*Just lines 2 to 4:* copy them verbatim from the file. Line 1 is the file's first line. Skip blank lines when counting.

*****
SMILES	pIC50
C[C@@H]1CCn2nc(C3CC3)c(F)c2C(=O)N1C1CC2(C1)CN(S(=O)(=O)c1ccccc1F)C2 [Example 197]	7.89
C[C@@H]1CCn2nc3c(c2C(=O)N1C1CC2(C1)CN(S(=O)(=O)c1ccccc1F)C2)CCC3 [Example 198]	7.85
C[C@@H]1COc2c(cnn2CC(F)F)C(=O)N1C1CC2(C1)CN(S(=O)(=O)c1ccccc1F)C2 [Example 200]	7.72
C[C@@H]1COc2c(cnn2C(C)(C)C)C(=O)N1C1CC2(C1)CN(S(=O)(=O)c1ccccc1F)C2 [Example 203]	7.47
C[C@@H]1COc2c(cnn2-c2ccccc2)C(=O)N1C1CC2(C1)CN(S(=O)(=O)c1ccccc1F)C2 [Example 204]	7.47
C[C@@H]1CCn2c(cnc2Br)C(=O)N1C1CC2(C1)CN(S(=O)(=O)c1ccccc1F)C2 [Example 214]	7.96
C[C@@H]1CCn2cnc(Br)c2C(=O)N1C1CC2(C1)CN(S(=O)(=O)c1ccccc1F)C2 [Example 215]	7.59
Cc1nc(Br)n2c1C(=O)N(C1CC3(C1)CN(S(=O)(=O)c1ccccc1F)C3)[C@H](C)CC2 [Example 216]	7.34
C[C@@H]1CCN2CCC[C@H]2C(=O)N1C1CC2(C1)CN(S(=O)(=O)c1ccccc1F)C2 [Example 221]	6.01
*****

C[C@@H]1CCn2nc(C3CC3)c(F)c2C(=O)N1C1CC2(C1)CN(S(=O)(=O)c1ccccc1F)C2 [Example 197]	7.89
C[C@@H]1CCn2nc3c(c2C(=O)N1C1CC2(C1)CN(S(=O)(=O)c1ccccc1F)C2)CCC3 [Example 198]	7.85
C[C@@H]1COc2c(cnn2CC(F)F)C(=O)N1C1CC2(C1)CN(S(=O)(=O)c1ccccc1F)C2 [Example 200]	7.72